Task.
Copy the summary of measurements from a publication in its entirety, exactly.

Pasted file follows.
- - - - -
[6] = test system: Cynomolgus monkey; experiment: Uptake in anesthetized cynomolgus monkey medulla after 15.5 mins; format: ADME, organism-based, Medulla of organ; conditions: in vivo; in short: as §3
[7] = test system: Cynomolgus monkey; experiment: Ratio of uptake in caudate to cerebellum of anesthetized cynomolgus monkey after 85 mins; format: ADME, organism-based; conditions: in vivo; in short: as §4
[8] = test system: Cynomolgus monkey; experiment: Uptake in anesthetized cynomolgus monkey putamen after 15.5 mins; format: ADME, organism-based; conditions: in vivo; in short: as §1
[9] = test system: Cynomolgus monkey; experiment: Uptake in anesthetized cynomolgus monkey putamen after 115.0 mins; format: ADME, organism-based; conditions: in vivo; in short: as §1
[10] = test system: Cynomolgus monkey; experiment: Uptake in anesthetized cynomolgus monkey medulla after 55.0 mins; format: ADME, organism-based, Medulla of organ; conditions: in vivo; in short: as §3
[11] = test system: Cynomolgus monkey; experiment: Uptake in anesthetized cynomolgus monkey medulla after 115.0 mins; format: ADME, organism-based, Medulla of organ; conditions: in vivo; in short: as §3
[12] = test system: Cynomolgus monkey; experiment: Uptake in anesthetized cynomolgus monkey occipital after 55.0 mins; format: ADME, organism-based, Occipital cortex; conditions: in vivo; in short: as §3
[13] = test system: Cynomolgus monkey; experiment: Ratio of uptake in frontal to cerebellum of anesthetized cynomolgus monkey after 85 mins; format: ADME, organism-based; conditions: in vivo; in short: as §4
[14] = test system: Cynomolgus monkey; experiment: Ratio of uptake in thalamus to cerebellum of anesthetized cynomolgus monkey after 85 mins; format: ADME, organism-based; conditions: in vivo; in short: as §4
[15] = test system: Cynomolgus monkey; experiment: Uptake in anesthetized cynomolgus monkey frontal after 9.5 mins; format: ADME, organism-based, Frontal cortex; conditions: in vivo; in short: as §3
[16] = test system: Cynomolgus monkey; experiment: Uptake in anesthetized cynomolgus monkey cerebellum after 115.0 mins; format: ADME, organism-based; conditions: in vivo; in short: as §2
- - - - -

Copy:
[6] = test system: Cynomolgus monkey; experiment: Uptake in anesthetized cynomolgus monkey medulla after 15.5 mins; format: ADME, organism-based, Medulla of organ; conditions: in vivo; in short: as §3
[7] = test system: Cynomolgus monkey; experiment: Ratio of uptake in caudate to cerebellum of anesthetized cynomolgus monkey after 85 mins; format: ADME, organism-based; conditions: in vivo; in short: as §4
[8] = test system: Cynomolgus monkey; experiment: Uptake in anesthetized cynomolgus monkey putamen after 15.5 mins; format: ADME, organism-based; conditions: in vivo; in short: as §1
[9] = test system: Cynomolgus monkey; experiment: Uptake in anesthetized cynomolgus monkey putamen after 115.0 mins; format: ADME, organism-based; conditions: in vivo; in short: as §1
[10] = test system: Cynomolgus monkey; experiment: Uptake in anesthetized cynomolgus monkey medulla after 55.0 mins; format: ADME, organism-based, Medulla of organ; conditions: in vivo; in short: as §3
[11] = test system: Cynomolgus monkey; experiment: Uptake in anesthetized cynomolgus monkey medulla after 115.0 mins; format: ADME, organism-based, Medulla of organ; conditions: in vivo; in short: as §3
[12] = test system: Cynomolgus monkey; experiment: Uptake in anesthetized cynomolgus monkey occipital after 55.0 mins; format: ADME, organism-based, Occipital cortex; conditions: in vivo; in short: as §3
[13] = test system: Cynomolgus monkey; experiment: Ratio of uptake in frontal to cerebellum of anesthetized cynomolgus monkey after 85 mins; format: ADME, organism-based; conditions: in vivo; in short: as §4
[14] = test system: Cynomolgus monkey; experiment: Ratio of uptake in thalamus to cerebellum of anesthetized cynomolgus monkey after 85 mins; format: ADME, organism-based; conditions: in vivo; in short: as §4
[15] = test system: Cynomolgus monkey; experiment: Uptake in anesthetized cynomolgus monkey frontal after 9.5 mins; format: ADME, organism-based, Frontal cortex; conditions: in vivo; in short: as §3
[16] = test system: Cynomolgus monkey; experiment: Uptake in anesthetized cynomolgus monkey cerebellum after 115.0 mins; format: ADME, organism-based; conditions: in vivo; in short: as §2